The Warwick Valley School District has an impressive environmental record:
Its solar panel field is the largest of any district in New York Sstate and provides much of the electricity it uses.
It has pursued energy efficiency in its buildings and installed water refilling stations to encourage the use of reusable containers.
It is one of the few districts designated a Green Star School.
So I am surprised and disappointed to see that the district hopes to install artificial turf on two fields.
Artificial turf is plastic, and we are more and more aware how plastics pollute our environment and affect health. Plastic is a fossil fuel product which creates pollution in its manufacture.
Since these fields must be replaced after about ten years, more plastic must be installed. The old turf then either ends up in a landfill, or must be recycled, which uses energy and creates more pollution.
This turf contains chemicals, including lead, which may leach into the ground and waterways. Furthermore, synthetic turf kills the soil beneath it.
Reverting to natural grass would be expensive and extremely difficult.
I understand the wish to make playing fields accessible for more of the year. Getting students outside and active is important, and the schools field many teams for both boys and girls.
However, because artificial turf gets much hotter than grass, when temperatures are high, it’s dangerous to play on. As we are seeing more hot days in spring and fall, there will be more times when artificial turf can’t be played on.
There are other health issues to consider. The crumb rubber that is often used for fill has not been sufficiently tested. While the EPA is currently testing this product, its first report stated clearly that “This report is not a risk assessment.”
According to Yale University, of 96 chemicals found in 14 samples of crumb rubber, half of those chemicals have not even been tested by the government. “Based upon the presence of known toxic substances in tire rubber and the lack of comprehensive safety studies, The Children’s Environmental Health Center of the Icahn School of Medicine at Mount Sinai urges a moratorium on the use artificial turf generated from recycled rubber tires”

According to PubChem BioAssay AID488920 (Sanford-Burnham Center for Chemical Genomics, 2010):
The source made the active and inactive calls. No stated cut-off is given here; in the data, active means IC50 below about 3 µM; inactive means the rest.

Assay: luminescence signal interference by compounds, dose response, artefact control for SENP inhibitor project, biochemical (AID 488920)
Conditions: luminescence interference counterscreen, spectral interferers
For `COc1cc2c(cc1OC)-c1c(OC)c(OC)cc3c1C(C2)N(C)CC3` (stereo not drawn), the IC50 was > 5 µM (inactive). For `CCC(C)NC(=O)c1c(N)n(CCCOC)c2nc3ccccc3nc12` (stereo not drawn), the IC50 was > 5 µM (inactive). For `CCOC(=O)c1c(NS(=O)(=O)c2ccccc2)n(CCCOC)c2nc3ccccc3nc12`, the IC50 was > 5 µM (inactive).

There are other, more expensive alternatives to crumb rubber, but they have their own disadvantages. As new alternatives to crumb rubber are introduced, they also need to be subjected to rigorous health and safety testing.
While the state currently reimburses districts for much of the cost of artificial turf fields, there is no guarantee it will continue to do so. When these fields need replacement, it’s possible the school district would be totally responsible for the expense.
Also, upkeep is necessary for artificial turf, as animal droppings. sweat and blood can become contaminants if not sanitized away.
What chemicals would be necessary for this? Who would do the maintenance?
There is conflicting information on the injury rates on artificial turf. The American Journal of Sports Medicine (2019) reported more knee injuries to NCAA football players on artificial turf.
Some argue that these fields are perfectly safe, but consider items we were once believed safe: lead in paints and gasoline, cigarettes, asbestos, opioids, electronic cigarettes (vapes). Sometimes, only time will tell.
Considering all these issues, is choosing artificial turf worth the risk to the environment and to our children?
Other school districts in the county have opted for artificial turf, but Warwick is known as an innovator, not a follower. Better alternatives exist.
School districts have chosen organic grass fields which, properly maintained, do not degenerate quickly. The Toxics Use Reduction Institute (TURI) at UMass Lowell identifies organic natural grass as the safest alternative.
Unfortunately, the district has bundled the artificial turf proposal with needed upgrades such as new bathrooms and replacement of windows and auditorium seats, so voters are given a difficult choice.
In the 45 years I’ve lived in this community, I have always supported school budgets and bond issues.
However, on Dec. 18, I cannot in good conscience vote for this proposal. I hope others will make the same choice.